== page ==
Sooronbai Jeenbekov will be inaugurated as Kyrgyzstan’s fifth president on 24 November, the victor of a tight, unpredictable, contested but ultimately legitimate election. The new leader, a loyal member of the ruling Social Democratic Party of Kyrgyzstan (SDPK), won 54 per cent of the vote and gained a majority in every province but Chui and Talas – the home territory of the defeated main opposition candidate Omurbek Babanov.

As president, Jeenbekov will face a number of challenges and opportunities, both at home and in Central Asia. The state Committee for National Security (GKNB) on 4 November opened an investigation against Babanov for inciting ethnic hatred based on a speech he made on 28 September in an ethnic-Uzbek area of Osh, a city in southern Kyrgyzstan’s Ferghana Valley.…  Seguir leyendo »

Sooronbay Jeenbekov won 54.3 per cent of the vote in Kyrgyzstan’s presidential election. Photo: Getty Images.

Kyrgyzstan looks set to conduct the first democratic transfer of power in the Central Asian region. On 16 October, the Kyrgyz Central Election Commission announced preliminary results revealing that the candidate of the Social Democratic Party of Kyrgyzstan (SDPK), Sooronbay Jeenbekov had won 54.3 per cent of the votes cast in the country’s presidential election, while his chief opponent, businessman Omurbek Babanov received 33.4 percent. After a campaign marred by mud-slinging and provocations, this clear majority confounded expectations and widespread belief that a close vote between these two former prime ministers would necessitate a run-off.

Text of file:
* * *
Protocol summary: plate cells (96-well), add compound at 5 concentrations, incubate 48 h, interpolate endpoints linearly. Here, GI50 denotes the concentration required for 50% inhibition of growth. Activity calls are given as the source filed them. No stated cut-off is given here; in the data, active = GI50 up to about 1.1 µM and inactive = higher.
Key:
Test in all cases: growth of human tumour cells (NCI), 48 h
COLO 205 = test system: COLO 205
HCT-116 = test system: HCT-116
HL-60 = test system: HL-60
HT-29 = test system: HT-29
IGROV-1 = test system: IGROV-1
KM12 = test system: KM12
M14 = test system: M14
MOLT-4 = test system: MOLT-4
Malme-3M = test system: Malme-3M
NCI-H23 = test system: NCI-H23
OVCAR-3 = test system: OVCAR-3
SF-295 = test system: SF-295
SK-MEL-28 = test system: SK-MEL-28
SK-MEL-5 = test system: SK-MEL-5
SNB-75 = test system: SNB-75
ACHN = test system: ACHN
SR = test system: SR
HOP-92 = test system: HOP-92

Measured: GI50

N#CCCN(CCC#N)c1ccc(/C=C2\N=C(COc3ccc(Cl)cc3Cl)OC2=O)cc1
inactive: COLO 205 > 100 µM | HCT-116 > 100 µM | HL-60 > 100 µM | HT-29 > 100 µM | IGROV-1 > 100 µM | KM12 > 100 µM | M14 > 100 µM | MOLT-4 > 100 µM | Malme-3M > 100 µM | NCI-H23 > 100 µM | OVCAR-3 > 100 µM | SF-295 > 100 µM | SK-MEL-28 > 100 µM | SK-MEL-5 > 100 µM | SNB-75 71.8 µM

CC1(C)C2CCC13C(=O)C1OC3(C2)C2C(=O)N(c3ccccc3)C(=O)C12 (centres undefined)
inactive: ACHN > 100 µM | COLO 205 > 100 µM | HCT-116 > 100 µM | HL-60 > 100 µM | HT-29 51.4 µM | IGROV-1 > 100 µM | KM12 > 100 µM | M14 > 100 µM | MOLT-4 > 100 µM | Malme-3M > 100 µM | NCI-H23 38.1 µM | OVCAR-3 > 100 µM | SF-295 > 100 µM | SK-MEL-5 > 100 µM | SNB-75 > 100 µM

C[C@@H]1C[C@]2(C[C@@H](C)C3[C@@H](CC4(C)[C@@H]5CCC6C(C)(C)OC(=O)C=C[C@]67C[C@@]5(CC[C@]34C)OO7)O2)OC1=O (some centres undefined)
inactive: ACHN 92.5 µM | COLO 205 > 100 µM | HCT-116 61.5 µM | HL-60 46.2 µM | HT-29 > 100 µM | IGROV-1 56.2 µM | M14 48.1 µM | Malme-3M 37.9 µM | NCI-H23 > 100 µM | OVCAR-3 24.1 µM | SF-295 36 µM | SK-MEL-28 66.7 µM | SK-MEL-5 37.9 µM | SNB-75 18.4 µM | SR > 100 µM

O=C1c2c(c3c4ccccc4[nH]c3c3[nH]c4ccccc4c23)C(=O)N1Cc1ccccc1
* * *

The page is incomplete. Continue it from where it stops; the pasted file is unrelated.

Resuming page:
The peaceful and measured response to the unexpected results so far is broadly encouraging.…  Seguir leyendo »

A man walks past a monument depicting Kyrgyz folklore hero Manas in Batken, Kyrgyzstan, in March 2016. CRISIS GROUP/Julie David de Lossy

Kyrgyzstan’s forthcoming presidential elections on 15 October are a milestone for Central Asia: for the first time, a president from the region will voluntarily stand down at the end of his constitutionally mandated term. Kyrgyzstan has come far in the seven years since the tumultuous events of 2010, when President Kurmanbek Bakiyev was ousted in Bishkek and ethnic violence engulfed the southern city of Osh, killing over 400 people, mostly Uzbeks.

The presidential race is tight and unpredictable. Sooronbai Jeenbekov, from the southern province of Jalalabad and representing the ruling Social Democratic Party of Kyrgyzstan (SDPK) party, faces Omurbek Babanov, a wealthy independent candidate from the northern province of Talas, still closely aligned with the party he formed in 2010, Respublika.…  Seguir leyendo »